When is the Last Time You Had a Cervical Cancer Screening?

When is the Last Time You Had a Cervical Cancer Screening?

Jun 13 2022

More than 14,000 women are diagnosed with cervical cancer each year.

By Ann Donnelly, BSN, RN, MA

Nearly 14,100 women will be diagnosed with cervical cancer in 2022, and an estimated 4,280 women will die from cervical cancer this year. But if detected early enough, it is one of the most treatable forms of the disease.

Cervical cancer is preventable and treatable, thanks to screenings and vaccinations. If found in the early stages when cancer has not spread outside the cervix or uterus, the five year survival rate for cervical cancer is about 92 percent.

Get your screenings regularly.

One of the best ways to reduce your risk of cervical cancer is to get a Pap test, or Pap smear, and human papillomavirus (HPV) test done by your doctor. The human papillomavirus (HPV) is the most common sexually transmitted disease (STD) that plays a role in causing cervical cancer.

These tests find precancerous cells before they turn into invasive cancer, improving the chances of successful treatment.

According to the American Cancer Society:

  • All women should begin cervical cancer screening at age 25, however, some health plans will cover screenings as early as 21 years old. Check with your health plan for screening and coverage options.
  • Women aged 25 to 65 should have a HPV test every five years.
  • Women aged 25 to 65 should have a Pap test just once every three years, or have a combined Pap and HPV test every five years.
  • Women aged 65 and older who have had regular screenings for 10 years with normal results do not need to be screened for cervical cancer. Those diagnosed with cervical pre-cancer should continue to be screened.
  • Women who have had a total hysterectomy and no history of cervical cancer or pre-cancer do not need to be screened.
  • Women who have had the HPV vaccine should follow the screening recommendations for their age group.
  • Women at high risk for cervical cancer – including those with HIV infections, organ transplant recipients or those exposed to DES, a synthetic estrogen, while in utero – may need to be screened more often and should consult their doctor.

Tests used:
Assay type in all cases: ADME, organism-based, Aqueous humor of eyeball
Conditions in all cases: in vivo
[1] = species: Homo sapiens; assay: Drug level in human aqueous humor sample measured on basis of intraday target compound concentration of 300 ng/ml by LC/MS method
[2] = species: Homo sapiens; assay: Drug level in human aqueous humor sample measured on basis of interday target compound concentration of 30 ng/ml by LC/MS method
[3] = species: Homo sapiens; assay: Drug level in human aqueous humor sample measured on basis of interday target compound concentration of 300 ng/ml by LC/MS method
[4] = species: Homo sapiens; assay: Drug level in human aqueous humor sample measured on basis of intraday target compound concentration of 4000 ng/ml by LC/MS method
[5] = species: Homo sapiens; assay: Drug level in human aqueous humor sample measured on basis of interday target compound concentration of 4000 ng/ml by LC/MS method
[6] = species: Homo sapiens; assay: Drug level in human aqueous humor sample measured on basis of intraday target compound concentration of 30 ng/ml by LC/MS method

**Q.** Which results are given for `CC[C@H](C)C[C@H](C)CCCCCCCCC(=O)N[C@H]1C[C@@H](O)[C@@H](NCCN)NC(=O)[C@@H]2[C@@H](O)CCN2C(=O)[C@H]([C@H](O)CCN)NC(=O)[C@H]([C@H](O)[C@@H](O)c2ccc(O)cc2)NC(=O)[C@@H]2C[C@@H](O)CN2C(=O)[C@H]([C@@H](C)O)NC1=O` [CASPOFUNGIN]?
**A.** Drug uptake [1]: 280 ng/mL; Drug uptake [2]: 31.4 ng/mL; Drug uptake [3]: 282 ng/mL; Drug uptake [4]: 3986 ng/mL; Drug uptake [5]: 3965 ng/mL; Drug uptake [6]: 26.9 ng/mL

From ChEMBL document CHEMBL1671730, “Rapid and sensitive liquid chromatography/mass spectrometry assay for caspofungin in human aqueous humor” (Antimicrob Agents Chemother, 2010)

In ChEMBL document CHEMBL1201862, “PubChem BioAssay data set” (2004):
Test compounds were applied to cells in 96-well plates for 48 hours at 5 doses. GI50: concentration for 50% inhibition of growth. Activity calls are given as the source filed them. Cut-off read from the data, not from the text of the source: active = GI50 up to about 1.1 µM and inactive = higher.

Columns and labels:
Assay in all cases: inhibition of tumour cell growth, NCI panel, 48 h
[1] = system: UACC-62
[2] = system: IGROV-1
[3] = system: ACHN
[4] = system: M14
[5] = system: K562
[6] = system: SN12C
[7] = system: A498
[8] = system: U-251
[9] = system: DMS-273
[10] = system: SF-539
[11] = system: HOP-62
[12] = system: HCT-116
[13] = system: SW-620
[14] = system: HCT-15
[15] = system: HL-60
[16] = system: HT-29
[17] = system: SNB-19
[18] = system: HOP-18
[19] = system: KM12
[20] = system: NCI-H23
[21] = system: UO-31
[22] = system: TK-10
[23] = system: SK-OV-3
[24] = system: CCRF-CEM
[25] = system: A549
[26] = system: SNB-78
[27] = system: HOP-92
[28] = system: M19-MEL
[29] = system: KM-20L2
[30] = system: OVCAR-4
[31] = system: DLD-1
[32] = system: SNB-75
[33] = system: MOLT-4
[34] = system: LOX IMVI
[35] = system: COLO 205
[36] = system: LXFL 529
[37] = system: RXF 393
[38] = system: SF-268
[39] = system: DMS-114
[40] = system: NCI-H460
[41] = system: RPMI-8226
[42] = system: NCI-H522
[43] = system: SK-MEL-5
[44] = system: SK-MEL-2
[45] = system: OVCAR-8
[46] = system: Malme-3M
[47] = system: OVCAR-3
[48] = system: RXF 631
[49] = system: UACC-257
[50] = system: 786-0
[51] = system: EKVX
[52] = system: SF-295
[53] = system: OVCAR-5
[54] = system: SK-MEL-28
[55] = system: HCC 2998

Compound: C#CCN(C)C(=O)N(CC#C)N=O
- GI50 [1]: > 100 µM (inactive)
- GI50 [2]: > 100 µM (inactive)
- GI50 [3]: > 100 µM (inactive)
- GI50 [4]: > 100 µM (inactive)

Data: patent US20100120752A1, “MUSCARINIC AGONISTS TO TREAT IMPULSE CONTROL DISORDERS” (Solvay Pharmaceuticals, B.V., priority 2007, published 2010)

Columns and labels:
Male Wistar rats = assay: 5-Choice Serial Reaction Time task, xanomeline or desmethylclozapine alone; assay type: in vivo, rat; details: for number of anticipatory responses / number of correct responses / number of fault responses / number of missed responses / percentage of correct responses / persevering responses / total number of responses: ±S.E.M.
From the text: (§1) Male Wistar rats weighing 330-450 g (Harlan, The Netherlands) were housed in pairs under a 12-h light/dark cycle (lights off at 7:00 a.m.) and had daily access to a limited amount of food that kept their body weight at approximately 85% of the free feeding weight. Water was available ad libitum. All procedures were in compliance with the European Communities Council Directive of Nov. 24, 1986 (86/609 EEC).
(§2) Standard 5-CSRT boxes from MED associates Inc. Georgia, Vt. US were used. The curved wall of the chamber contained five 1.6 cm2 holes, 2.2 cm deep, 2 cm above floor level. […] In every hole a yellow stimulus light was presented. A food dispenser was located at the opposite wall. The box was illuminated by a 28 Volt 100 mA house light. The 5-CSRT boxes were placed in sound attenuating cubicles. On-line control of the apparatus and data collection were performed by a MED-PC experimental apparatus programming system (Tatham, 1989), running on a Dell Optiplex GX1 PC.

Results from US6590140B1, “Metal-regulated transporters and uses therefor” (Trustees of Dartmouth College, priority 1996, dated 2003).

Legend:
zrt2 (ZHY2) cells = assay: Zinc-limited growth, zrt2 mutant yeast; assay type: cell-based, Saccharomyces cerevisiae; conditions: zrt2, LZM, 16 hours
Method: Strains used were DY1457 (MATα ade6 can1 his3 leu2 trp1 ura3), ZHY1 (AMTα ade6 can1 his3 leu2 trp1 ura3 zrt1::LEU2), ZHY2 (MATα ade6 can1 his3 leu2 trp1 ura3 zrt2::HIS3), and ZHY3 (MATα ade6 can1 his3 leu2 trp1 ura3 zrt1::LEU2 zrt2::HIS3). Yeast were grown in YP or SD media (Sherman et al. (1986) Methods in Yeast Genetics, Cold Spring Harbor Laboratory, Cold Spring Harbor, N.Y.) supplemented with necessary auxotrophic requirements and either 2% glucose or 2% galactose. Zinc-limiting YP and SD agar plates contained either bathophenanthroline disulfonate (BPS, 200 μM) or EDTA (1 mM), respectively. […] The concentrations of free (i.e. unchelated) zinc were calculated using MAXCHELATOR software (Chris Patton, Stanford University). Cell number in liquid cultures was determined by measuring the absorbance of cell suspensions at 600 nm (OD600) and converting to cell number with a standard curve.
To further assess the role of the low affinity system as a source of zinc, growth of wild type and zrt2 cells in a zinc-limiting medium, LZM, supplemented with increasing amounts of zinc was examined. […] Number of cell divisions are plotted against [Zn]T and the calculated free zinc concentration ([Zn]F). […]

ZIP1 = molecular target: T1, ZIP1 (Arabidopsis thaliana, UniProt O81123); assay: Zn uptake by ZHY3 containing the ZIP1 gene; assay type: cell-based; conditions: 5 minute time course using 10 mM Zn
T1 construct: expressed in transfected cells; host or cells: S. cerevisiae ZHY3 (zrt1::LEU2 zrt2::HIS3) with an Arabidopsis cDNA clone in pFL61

Consider the HPV vaccine for cervical cancer prevention. 

In most cases, the HPV virus causes no symptoms or health problems and can go away on its own. But, for about 10 percent of women, persistent HPV infections on their cervix put them at greater risk for developing cervical cancer.

The HPV vaccine can protect against four HPV types, including two high-risk strains that cause most cervical cancers. The Centers for Disease Control and Prevention recommend this vaccination, which must be given in two to three doses, for teens and young adults of all genders aged 11 to 26.

The vaccine should be given before an HPV infection occurs, and ideally, before they become sexually active. While your teen may not be sexually active, it’

s important for parents to consider the vaccine for cancer prevention well into adulthood. Those aged 26 and older are not recommended to get the HPV vaccine as it is less effective for cancer prevention.

Stay in charge of your own wellbeing.

In addition to regular screenings and vaccinations, maintaining a healthy lifestyle can go a long way towards preventing cervical cancer. Under the Affordable Care Act, the HPV vaccine should be 100% covered. Your health plan also likely covers cervical cancer screening as part of preventive health care, meaning you can receive these services at no additional cost.

Keep in mind that if your screening detects a potential health problem and the doctor requests further testing, you will likely need to split a portion of the cost for these additional tests with your health plan.

Know your risk factors and check with your doctor on how to lower your chances of developing cervical cancer. Get ahead of certain health problems and risks with preventive care.

 

About the author: Ann Donnelly, BSN, RN, MA, is vice president, care management and operations at Priority Health. In this role she leads the care management and operations departments, managing teams who problem solves solutions to control unnecessary costs and improve the health of Priority Health’s members through personalized care management. She has been instrumental in launching and improving programs including diabetes prevention, medication therapy and complex care management.

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